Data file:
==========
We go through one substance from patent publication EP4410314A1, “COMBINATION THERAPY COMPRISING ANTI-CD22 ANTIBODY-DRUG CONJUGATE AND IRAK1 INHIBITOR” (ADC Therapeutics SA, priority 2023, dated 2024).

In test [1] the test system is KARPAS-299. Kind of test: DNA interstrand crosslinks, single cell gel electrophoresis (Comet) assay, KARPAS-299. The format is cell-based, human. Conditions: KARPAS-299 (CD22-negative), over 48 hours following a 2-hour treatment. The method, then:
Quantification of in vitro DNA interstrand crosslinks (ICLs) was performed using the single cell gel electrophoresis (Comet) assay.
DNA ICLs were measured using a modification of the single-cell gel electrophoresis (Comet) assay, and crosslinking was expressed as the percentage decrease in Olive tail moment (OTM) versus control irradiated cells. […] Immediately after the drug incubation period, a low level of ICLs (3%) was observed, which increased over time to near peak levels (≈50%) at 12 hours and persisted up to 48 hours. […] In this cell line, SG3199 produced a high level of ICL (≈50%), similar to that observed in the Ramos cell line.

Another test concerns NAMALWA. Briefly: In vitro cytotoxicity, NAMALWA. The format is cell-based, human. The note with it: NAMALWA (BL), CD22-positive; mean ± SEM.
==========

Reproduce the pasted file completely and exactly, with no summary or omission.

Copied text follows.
We go through one substance from patent publication EP4410314A1, “COMBINATION THERAPY COMPRISING ANTI-CD22 ANTIBODY-DRUG CONJUGATE AND IRAK1 INHIBITOR” (ADC Therapeutics SA, priority 2023, dated 2024).

In test [1] the test system is KARPAS-299. Kind of test: DNA interstrand crosslinks, single cell gel electrophoresis (Comet) assay, KARPAS-299. The format is cell-based, human. Conditions: KARPAS-299 (CD22-negative), over 48 hours following a 2-hour treatment. The method, then:
Quantification of in vitro DNA interstrand crosslinks (ICLs) was performed using the single cell gel electrophoresis (Comet) assay.
DNA ICLs were measured using a modification of the single-cell gel electrophoresis (Comet) assay, and crosslinking was expressed as the percentage decrease in Olive tail moment (OTM) versus control irradiated cells. […] Immediately after the drug incubation period, a low level of ICLs (3%) was observed, which increased over time to near peak levels (≈50%) at 12 hours and persisted up to 48 hours. […] In this cell line, SG3199 produced a high level of ICL (≈50%), similar to that observed in the Ramos cell line.

Another test concerns NAMALWA. Briefly: In vitro cytotoxicity, NAMALWA. The format is cell-based, human. The note with it: NAMALWA (BL), CD22-positive; mean ± SEM.